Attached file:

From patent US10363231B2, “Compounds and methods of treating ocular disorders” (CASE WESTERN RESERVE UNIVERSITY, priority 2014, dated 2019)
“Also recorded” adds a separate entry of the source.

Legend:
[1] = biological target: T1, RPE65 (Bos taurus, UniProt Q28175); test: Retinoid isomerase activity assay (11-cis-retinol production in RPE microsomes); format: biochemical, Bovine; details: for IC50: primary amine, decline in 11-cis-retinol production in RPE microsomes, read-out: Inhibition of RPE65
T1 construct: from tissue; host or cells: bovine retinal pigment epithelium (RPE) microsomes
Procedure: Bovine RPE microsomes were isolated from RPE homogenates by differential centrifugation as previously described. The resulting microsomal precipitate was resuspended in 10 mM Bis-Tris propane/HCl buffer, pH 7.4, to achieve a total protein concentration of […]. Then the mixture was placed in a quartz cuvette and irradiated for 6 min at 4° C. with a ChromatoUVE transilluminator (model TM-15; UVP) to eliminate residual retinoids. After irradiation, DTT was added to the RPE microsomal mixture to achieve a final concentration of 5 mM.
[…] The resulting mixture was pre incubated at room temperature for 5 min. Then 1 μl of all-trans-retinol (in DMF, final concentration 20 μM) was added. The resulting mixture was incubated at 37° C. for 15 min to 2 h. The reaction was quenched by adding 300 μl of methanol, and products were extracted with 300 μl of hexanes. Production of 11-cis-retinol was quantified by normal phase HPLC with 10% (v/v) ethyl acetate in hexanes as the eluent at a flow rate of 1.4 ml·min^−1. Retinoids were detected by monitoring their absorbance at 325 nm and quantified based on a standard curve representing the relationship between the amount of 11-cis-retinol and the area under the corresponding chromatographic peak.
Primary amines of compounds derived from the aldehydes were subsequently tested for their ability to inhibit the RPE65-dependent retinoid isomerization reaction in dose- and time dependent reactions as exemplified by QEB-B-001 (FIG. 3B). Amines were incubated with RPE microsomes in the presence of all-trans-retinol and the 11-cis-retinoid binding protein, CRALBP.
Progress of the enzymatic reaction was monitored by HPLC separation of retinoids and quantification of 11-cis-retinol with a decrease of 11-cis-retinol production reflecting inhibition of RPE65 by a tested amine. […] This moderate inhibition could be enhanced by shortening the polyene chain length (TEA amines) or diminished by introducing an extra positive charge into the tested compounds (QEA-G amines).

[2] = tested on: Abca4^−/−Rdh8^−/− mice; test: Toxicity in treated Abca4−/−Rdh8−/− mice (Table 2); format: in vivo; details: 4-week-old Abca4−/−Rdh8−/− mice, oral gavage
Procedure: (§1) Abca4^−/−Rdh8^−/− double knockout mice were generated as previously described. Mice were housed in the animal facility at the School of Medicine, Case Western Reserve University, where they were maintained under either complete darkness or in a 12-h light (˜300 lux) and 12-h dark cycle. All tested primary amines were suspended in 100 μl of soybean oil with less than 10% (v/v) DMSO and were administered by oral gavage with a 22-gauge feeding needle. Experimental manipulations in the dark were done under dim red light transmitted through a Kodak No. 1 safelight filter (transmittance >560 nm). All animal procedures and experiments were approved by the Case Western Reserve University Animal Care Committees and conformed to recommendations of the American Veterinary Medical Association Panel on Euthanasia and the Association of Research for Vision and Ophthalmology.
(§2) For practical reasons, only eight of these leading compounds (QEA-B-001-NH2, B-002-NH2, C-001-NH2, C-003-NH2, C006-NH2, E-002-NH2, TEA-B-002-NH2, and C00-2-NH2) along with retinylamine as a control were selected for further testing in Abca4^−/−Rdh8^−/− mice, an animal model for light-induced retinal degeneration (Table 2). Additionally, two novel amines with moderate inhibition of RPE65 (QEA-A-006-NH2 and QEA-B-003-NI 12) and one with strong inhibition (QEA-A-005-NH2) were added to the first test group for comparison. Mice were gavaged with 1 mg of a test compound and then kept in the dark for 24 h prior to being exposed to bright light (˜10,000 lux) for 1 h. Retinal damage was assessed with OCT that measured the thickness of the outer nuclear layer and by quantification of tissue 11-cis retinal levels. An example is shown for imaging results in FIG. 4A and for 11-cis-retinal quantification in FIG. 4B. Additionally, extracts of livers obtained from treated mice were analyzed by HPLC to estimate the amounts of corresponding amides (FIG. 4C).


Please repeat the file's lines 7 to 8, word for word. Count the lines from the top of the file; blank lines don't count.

[…] The resulting mixture was pre incubated at room temperature for 5 min. Then 1 μl of all-trans-retinol (in DMF, final concentration 20 μM) was added. The resulting mixture was incubated at 37° C. for 15 min to 2 h. The reaction was quenched by adding 300 μl of methanol, and products were extracted with 300 μl of hexanes. Production of 11-cis-retinol was quantified by normal phase HPLC with 10% (v/v) ethyl acetate in hexanes as the eluent at a flow rate of 1.4 ml·min^−1. Retinoids were detected by monitoring their absorbance at 325 nm and quantified based on a standard curve representing the relationship between the amount of 11-cis-retinol and the area under the corresponding chromatographic peak.
Primary amines of compounds derived from the aldehydes were subsequently tested for their ability to inhibit the RPE65-dependent retinoid isomerization reaction in dose- and time dependent reactions as exemplified by QEB-B-001 (FIG. 3B). Amines were incubated with RPE microsomes in the presence of all-trans-retinol and the 11-cis-retinoid binding protein, CRALBP.